Since the S Corporation is a creation of the Internal Revenue Code, we look to the Internal Revenue Code to learn the requirements to be an S Corporation. The S Corporation is defined in Internal Revenue Code Sec 1361.

Section 1361 includes:

(a) S corporation defined
(1) In general
For purposes of this title, the term “S corporation” means, with respect to any taxable year, a small business corporation for which an election under section 1362(a) is in effect for such year.

(2) C corporation
For purposes of this title, the term “C corporation” means, with respect to any taxable year, a corporation which is not an S corporation for such year.

(b) Small business corporation

(1) In general For purposes of this subchapter, the term “small business corporation” means a domestic corporation which is not an ineligible corporation and which does not—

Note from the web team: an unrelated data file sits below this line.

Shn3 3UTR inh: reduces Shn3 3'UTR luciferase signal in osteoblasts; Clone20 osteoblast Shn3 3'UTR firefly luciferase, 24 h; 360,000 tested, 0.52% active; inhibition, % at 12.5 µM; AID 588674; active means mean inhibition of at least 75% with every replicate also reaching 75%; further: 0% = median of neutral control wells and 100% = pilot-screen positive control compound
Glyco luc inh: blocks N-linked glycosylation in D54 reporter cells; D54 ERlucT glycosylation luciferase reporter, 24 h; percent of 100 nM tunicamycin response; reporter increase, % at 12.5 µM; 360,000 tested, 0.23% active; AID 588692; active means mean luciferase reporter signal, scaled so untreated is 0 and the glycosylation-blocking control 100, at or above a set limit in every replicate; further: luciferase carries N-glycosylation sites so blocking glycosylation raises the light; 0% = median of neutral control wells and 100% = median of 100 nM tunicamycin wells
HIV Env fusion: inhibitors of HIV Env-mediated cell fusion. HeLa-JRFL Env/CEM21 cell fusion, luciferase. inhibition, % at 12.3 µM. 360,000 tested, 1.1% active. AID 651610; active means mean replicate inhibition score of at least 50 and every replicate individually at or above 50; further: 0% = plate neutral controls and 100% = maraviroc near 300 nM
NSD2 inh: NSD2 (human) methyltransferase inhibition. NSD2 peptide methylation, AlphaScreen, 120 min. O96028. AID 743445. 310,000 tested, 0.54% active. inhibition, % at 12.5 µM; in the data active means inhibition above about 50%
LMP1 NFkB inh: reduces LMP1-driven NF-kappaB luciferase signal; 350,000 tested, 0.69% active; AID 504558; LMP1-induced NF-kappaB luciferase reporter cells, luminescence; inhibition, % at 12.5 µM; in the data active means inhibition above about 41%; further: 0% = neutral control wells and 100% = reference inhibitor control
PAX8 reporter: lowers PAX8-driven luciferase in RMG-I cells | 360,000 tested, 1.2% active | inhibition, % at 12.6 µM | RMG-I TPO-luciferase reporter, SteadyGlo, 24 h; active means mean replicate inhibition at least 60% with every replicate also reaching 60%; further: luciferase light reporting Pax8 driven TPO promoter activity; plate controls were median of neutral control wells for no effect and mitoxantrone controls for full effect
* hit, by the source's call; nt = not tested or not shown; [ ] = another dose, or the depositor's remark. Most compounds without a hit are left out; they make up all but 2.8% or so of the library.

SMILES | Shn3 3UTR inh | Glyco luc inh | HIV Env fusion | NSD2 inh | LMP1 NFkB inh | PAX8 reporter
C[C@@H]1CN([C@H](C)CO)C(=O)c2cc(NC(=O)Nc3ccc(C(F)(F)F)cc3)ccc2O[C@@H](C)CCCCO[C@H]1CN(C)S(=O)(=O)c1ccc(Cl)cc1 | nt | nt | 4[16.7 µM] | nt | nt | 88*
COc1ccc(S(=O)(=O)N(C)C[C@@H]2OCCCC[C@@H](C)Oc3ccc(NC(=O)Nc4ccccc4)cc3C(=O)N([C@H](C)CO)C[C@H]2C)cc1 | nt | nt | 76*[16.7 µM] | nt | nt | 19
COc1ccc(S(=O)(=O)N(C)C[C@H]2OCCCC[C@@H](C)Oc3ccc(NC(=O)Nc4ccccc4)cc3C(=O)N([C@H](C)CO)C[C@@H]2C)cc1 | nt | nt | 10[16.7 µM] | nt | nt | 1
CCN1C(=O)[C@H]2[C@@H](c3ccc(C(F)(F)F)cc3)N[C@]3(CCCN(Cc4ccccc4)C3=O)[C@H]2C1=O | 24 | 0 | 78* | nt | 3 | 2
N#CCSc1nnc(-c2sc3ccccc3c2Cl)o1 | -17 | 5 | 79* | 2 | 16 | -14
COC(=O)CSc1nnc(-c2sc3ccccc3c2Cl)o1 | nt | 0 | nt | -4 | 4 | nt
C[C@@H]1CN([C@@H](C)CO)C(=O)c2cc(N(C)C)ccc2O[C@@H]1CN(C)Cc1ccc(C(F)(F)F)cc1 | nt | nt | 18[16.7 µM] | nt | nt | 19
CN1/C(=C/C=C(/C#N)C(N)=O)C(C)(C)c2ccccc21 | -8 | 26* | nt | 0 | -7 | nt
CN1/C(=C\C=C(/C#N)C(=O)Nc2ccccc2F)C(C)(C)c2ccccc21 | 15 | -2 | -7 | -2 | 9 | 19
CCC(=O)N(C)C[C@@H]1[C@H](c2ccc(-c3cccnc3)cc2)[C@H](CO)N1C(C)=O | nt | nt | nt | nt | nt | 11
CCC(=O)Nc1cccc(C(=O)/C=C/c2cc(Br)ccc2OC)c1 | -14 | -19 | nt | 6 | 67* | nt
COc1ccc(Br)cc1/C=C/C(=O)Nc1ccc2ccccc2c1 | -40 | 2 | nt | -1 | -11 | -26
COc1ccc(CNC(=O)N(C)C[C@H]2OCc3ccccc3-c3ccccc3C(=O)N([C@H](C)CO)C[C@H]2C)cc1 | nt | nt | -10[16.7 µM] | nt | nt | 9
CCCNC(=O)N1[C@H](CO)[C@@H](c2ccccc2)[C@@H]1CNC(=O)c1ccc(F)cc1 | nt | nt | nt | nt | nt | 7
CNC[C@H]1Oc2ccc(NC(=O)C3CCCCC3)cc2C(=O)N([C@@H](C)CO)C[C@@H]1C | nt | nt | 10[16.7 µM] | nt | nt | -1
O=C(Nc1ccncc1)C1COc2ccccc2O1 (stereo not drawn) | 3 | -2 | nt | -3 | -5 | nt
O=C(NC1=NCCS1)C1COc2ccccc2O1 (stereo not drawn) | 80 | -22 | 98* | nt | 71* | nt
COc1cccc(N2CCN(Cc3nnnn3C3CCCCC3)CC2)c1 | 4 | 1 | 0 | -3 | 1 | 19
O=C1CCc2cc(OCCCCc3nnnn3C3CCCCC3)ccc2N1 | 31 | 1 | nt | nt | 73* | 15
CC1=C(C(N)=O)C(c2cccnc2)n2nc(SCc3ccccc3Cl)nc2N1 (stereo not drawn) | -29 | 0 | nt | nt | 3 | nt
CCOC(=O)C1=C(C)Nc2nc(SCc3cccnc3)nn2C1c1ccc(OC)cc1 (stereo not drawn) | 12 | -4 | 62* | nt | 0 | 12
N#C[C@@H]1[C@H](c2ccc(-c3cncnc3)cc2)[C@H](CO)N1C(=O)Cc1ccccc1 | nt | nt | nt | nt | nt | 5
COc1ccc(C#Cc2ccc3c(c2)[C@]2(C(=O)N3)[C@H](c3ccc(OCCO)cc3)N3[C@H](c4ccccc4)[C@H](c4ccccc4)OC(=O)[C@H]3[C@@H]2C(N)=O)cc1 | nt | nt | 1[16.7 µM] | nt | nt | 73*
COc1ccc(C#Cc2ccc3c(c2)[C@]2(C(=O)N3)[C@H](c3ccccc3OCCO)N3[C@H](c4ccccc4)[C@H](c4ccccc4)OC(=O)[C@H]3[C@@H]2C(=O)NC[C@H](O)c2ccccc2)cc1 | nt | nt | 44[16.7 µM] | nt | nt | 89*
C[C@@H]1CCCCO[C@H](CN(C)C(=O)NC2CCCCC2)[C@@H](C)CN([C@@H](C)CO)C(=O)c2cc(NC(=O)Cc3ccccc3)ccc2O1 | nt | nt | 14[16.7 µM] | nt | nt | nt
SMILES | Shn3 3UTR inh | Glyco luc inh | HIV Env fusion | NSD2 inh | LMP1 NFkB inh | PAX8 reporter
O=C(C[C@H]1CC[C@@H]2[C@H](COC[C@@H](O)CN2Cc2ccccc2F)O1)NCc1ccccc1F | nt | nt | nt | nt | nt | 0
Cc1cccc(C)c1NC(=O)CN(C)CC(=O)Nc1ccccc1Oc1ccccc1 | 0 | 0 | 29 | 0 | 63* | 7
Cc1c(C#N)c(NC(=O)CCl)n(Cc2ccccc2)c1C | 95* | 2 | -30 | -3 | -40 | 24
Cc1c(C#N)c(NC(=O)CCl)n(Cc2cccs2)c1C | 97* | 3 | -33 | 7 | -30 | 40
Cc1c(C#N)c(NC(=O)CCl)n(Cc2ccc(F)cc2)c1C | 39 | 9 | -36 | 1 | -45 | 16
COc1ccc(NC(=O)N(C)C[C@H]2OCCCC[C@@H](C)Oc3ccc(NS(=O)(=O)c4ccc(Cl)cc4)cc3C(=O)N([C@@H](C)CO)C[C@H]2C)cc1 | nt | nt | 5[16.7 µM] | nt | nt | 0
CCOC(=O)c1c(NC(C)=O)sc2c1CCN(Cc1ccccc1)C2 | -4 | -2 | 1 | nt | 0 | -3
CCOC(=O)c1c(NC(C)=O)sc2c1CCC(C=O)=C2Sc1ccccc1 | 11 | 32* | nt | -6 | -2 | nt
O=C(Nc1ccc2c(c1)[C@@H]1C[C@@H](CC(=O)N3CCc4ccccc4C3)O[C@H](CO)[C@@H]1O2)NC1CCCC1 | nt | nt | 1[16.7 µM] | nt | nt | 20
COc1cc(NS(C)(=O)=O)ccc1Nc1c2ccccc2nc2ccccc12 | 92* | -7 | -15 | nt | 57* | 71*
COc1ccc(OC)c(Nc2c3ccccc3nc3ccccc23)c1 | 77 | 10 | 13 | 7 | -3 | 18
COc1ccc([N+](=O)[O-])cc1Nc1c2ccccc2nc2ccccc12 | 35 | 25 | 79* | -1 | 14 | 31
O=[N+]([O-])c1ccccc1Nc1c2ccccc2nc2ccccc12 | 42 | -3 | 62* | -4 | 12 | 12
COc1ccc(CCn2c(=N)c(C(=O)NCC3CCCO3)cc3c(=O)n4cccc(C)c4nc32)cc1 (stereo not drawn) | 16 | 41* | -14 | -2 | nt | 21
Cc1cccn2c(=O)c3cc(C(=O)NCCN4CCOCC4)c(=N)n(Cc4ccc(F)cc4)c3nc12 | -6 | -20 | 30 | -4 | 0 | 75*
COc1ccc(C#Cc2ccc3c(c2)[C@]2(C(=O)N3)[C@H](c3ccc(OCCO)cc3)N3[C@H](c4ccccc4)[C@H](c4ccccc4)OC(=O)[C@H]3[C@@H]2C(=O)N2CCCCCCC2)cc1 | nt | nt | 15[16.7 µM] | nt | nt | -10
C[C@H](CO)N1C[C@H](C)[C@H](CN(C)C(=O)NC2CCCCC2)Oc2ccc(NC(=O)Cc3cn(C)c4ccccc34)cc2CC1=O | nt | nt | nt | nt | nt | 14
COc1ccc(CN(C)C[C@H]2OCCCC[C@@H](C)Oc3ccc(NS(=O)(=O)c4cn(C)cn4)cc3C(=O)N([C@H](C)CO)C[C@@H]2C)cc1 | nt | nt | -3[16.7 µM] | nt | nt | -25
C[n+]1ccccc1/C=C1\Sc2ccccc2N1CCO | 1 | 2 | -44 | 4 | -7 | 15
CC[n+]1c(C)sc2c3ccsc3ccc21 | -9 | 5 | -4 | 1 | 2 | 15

(A) have more than 100 shareholders,
(B) have as a shareholder a person (other than an estate, a trust described in subsection (c)(2), or an organization described in subsection (c)(6)) who is not an individual,
(C) have a nonresident alien as a shareholder, and
(D) have more than 1 class of stock.

(Interestingly this sounds very much like the requirements to be a Canadian Controlled Private Corporation in Canada. Note also that most Canadian Controlled Private Corporations are “per se” corporations under the entity classification rules and cannot be treated as disregarded entities under U.S. tax law.)

It is clear that this does not and could not describe a large publicly traded corporation like Google or Apple. Notice also that S Corporation shareholders cannot include nonresident aliens.